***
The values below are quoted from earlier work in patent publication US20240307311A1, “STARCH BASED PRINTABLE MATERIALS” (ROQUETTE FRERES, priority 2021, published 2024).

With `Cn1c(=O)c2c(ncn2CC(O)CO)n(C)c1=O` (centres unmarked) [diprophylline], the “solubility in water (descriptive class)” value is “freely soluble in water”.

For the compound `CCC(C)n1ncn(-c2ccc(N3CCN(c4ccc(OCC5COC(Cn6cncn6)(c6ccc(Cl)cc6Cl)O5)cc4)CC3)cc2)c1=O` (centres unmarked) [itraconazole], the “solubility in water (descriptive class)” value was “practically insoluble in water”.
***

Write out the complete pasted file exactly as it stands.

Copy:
The values below are quoted from earlier work in patent publication US20240307311A1, “STARCH BASED PRINTABLE MATERIALS” (ROQUETTE FRERES, priority 2021, published 2024).

With `Cn1c(=O)c2c(ncn2CC(O)CO)n(C)c1=O` (centres unmarked) [diprophylline], the “solubility in water (descriptive class)” value is “freely soluble in water”.

For the compound `CCC(C)n1ncn(-c2ccc(N3CCN(c4ccc(OCC5COC(Cn6cncn6)(c6ccc(Cl)cc6Cl)O5)cc4)CC3)cc2)c1=O` (centres unmarked) [itraconazole], the “solubility in water (descriptive class)” value was “practically insoluble in water”.